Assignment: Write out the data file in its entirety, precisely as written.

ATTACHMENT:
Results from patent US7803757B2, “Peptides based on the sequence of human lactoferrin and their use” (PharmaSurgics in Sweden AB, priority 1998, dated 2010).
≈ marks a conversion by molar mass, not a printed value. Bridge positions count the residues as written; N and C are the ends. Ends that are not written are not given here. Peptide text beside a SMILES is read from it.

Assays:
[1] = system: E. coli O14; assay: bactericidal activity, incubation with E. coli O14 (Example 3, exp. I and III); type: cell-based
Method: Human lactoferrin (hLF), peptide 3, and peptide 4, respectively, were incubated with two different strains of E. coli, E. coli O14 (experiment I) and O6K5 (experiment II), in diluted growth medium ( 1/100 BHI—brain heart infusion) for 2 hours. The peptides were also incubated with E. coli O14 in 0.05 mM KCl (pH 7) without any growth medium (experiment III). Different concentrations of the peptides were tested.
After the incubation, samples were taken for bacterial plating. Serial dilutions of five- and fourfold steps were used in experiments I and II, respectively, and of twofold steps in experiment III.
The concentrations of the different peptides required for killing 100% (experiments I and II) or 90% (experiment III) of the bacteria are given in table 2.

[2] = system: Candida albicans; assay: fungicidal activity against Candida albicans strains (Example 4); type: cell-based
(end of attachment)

Results from patent US7803757B2, “Peptides based on the sequence of human lactoferrin and their use” (PharmaSurgics in Sweden AB, priority 1998, dated 2010).
≈ marks a conversion by molar mass, not a printed value. Bridge positions count the residues as written; N and C are the ends. Ends that are not written are not given here. Peptide text beside a SMILES is read from it.

Assays:
[1] = system: E. coli O14; assay: bactericidal activity, incubation with E. coli O14 (Example 3, exp. I and III); type: cell-based
Method: Human lactoferrin (hLF), peptide 3, and peptide 4, respectively, were incubated with two different strains of E. coli, E. coli O14 (experiment I) and O6K5 (experiment II), in diluted growth medium ( 1/100 BHI—brain heart infusion) for 2 hours. The peptides were also incubated with E. coli O14 in 0.05 mM KCl (pH 7) without any growth medium (experiment III). Different concentrations of the peptides were tested.
After the incubation, samples were taken for bacterial plating. Serial dilutions of five- and fourfold steps were used in experiments I and II, respectively, and of twofold steps in experiment III.
The concentrations of the different peptides required for killing 100% (experiments I and II) or 90% (experiment III) of the bacteria are given in table 2.

[2] = system: Candida albicans; assay: fungicidal activity against Candida albicans strains (Example 4); type: cell-based